What is the Argentine Seasoning (Chimichurri) ? Basic Recipe how to make

The Gauchos of northern Argentina, Uruguay, and southern Brazil are a kind of cowboy (some called them nomadic rustlers in the past), who traditionally spend much of their time on horseback herding cattle across the pampas, the southern central plains of South America. With a cultural background derived from local natives mixed with Spaniards and African slaves, they live mostly on the barbecued meat (history of barbecue) of the animals they drive. It is common to see, even in modern restaurants, whole carcasses of meat animals, mostly sheep or steers, with their bellies open and their limbs extended, roasting over a charcoal fire. Another grilled meat dish is the parrillada, where the inner organs of the animals (heart, kidneys, etc.), as well as sausages and other special cuts, are grilled on a grating of parallel iron bars. Together with all this meat, they eat the Argentine seasoning called chimichurri. This delicious sauce serves as both a spice for the taste buds and an aid to digestion of the heavy meat diet.

There are several legends concerning the source of the name chimichurri. The word which most closely represents this unusual appellation comes from the language of the Basque people from the Pyrenees mountains on the border between France and Spain. There, the word tximitxurri signifies a jumbled mix, which can be accurately applied to chimichurri. Another story, a little more far-fetched, is that the English prisoners of war during the British invasion of the Rio de la Plata in 1806, during the Napoleonic wars, asked their captors to gimme curry. This would mean that the Englishmen were already used to eating the Indian condiment with their meals, and were begging for a taste of home. This story would indicate that the seasoning mix already existed before this date, but that it went by another name. Still a third version tells of an English merchant named Jimmy Curry, who invented the recipe while visiting Argentina, and was honored by having his name given to the seasoning.

Although the origin of chimmichurri remains a mystery, it is possible that some colonist from Italy, remembering the famous pesto mix of basil, garlic and olive oil, or the French pistou of similar composition, tried to imitate the recipe. Chimichurri is based on herbs, garlic (How to mince garlic? interesting video), oil and vinegar, although the specific ingredients do vary from one recipe to another. It generally comes in two forms, dried flakes or the ready-to-use liquid sauce. While the preserved liquid version contains vinegar and/or oil (olive or soy), the dry mix has to be covered with these liquids and left a day or two to cure before being consumed. They may contain any of a dozen green herbs, such as parsley, coriander, oregano, basil, bay leaf, thyme, rosemary, sage, and tarragon. Other popular ingredients are paprika, cumin, mustard seed, ground nutmeg, lemon peels, red bell pepper, and even tomatoes. Some people include hot red peppers, although this ingredient is less common.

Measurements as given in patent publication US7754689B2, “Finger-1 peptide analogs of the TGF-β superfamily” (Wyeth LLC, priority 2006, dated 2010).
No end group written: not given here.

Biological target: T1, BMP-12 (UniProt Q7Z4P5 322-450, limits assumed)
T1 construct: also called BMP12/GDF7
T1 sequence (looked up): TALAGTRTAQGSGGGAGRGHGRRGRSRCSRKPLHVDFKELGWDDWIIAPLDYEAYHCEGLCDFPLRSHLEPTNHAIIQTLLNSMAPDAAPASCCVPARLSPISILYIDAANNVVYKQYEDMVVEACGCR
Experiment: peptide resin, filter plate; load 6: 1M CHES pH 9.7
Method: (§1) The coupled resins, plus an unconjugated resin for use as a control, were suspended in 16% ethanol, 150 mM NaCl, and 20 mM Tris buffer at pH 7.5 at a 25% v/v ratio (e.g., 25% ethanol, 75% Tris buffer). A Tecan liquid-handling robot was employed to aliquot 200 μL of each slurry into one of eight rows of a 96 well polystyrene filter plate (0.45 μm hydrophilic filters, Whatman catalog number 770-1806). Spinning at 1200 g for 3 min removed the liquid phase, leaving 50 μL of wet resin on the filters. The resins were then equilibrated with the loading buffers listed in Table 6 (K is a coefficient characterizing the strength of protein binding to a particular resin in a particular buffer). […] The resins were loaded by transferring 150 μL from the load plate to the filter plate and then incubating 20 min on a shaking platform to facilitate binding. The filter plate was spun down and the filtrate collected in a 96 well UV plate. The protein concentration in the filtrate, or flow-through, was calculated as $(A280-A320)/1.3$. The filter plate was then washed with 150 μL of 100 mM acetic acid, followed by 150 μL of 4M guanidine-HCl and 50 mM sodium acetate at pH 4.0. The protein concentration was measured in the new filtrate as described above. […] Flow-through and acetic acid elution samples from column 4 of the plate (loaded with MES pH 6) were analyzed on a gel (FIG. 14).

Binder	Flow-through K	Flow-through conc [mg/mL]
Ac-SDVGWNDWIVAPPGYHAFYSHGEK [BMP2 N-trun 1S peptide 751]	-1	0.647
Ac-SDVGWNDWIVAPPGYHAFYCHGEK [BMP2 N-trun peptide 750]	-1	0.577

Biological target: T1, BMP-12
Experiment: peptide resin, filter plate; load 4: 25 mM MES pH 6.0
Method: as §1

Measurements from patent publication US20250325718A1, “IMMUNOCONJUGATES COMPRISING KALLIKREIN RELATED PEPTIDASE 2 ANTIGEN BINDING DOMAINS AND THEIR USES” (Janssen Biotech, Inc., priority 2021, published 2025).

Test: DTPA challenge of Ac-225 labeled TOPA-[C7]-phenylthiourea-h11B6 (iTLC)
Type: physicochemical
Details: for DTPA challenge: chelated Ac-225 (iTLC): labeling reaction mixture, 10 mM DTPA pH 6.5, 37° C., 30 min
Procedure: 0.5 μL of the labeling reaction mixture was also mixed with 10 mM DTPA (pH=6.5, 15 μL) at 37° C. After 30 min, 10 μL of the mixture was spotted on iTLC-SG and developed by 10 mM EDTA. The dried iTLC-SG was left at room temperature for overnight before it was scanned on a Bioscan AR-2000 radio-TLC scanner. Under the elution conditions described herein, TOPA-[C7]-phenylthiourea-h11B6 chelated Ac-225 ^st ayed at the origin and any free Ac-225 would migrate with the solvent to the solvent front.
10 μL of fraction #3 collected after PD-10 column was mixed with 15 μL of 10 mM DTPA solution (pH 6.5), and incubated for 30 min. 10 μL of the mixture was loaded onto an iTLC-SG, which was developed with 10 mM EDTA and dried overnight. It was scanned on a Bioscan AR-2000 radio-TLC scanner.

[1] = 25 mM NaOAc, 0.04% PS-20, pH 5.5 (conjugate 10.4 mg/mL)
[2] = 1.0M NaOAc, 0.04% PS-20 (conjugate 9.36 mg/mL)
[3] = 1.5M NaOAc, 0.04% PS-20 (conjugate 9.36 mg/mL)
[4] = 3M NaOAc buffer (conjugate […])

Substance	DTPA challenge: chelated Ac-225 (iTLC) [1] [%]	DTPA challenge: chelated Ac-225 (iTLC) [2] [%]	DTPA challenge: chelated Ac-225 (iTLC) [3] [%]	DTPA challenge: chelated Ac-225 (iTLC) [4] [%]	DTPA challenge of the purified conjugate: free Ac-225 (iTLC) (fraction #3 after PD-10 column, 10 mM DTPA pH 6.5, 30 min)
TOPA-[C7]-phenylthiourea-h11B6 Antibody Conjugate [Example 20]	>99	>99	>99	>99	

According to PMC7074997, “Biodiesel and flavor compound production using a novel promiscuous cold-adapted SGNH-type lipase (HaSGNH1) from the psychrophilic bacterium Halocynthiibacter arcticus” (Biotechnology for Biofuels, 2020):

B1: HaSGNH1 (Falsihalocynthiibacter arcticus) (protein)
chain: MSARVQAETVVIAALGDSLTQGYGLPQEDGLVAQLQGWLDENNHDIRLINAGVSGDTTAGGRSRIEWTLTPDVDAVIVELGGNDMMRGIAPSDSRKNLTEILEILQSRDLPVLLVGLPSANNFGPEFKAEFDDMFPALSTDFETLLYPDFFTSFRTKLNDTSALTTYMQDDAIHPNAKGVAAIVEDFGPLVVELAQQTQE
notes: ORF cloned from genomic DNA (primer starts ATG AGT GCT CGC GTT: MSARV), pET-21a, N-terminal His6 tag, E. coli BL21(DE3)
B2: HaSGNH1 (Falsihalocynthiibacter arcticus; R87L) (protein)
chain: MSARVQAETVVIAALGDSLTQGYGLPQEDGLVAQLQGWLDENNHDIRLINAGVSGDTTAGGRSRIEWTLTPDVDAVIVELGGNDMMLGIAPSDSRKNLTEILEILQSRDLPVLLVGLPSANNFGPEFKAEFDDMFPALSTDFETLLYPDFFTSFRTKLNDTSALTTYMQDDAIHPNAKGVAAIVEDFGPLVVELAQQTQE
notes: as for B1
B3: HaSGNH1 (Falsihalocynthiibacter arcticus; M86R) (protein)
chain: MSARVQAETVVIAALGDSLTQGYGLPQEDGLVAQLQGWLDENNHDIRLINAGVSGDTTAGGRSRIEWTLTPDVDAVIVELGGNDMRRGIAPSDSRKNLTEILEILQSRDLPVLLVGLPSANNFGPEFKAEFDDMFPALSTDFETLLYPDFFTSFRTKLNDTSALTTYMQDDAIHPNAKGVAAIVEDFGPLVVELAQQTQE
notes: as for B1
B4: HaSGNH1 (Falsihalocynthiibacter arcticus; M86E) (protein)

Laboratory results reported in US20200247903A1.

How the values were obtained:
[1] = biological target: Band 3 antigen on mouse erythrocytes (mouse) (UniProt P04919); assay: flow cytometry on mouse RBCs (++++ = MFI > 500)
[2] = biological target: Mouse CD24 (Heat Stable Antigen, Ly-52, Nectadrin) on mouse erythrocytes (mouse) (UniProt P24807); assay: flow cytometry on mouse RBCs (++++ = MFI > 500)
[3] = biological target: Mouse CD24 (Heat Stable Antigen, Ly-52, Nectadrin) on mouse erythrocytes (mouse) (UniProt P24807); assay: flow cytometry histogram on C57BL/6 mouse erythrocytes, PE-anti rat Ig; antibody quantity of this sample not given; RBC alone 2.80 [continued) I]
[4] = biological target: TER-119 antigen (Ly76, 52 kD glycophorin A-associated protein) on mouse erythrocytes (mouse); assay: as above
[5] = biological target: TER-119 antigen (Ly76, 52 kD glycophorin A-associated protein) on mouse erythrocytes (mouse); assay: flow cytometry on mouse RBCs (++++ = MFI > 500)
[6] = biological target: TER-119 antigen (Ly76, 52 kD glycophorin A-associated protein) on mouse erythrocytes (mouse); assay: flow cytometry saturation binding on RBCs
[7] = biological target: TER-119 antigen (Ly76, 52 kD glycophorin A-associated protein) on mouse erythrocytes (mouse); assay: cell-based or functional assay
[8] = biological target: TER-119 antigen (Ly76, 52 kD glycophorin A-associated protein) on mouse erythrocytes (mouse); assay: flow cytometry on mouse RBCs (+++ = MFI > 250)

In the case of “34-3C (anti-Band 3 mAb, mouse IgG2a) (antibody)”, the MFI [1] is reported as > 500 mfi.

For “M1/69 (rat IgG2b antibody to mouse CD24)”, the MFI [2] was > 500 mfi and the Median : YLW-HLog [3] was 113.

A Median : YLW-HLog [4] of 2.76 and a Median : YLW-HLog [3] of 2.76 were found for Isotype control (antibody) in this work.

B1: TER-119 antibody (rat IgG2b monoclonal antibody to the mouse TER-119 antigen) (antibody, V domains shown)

Chimichurri can be used to marinate meat (how to marinate meat in general?) before roasting or barbecuing, it can be applied to the meat during the cooking process as a basting mix (although the traditional Argentines avoid seasoning the meat before or during the roasting), or it can be eaten as an accompanying side dish after the meat is ready. It also can be spread on toast, sprinkled over pasta or rice dishes, or used as a salad dressing. It gives a distinct flavor to omelets, sandwiches, bean dishes, and roast or grilled chicken or fish. Some people use chimichurri to season pickles, and even make a dish of tiny cooked potatoes or other vegetables seasoned with this mix. A little imagination can find many other uses for this delicious Argentine seasoning.

A basic recipe for making chimichurri includes: 50 g of finely chopped fresh garlic, or 20 g of dried granulated garlic; 75 g of fresh chopped parsley, or 30 g of dried parsley flakes; 10 g of dried oregano; 5 g of dried thyme; 5 g of dried bay leaf, ground nearly to a powder; a teaspoon of mild paprika (as opposed to the hotter variety); a dash of ground cumin; 10 g of salt; grated peel from half a lemon; 50 ml of vinegar from sherry or red wine; 100 ml of vinegar from white wine; 500 ml of olive oil; and 200 ml of water. To give this Argentine seasoning a more Brazilian flavor, some people add 500 g of finely diced tomatoes with the seeds removed; 200 g of fresh chopped onion, or 70 g of dehydrated onion flakes; and one very small red pepper, finely diced and with the seeds removed. In this version, add a little more to each of the liquid ingredients. There is no cooking involved, but the flavor is best when left to set for at least 24 hours before use.

To prepare a dry seasoning for camping, picnics, or just as an instant time-saving measure, mix 20 grams each of dehydrated parsley, garlic and onion; and 10 grams each of dried green onion (scallion) flakes, oregano, ground bay leaf and ground cayenne pepper. Store this in a jar with a sealed lid, away from sunlight (which bleaches the color from the leaves). When you want to use the mixture, add 600 ml of olive oil and 300 ml of white wine vinegar. Again, let it set before using (in this case with mostly dried ingredients, at least 48 hours) to bring out the fullest flavor. Experimentation with various other mixes can lead to your very own recipe.

Buy readymade chimichurri sauce online on Amazon

Youtube Video: Watch this wonderful video showing how to make chimichurri sauce.

Written By : David Michael (Terespolis, Brazil)

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Edited by: Rajesh Bihani ( Find me on Google+ )

Disclaimer: The suggestions in the article(wherever applicable) are for informational purposes only. They are not intended as medical or any other type of advice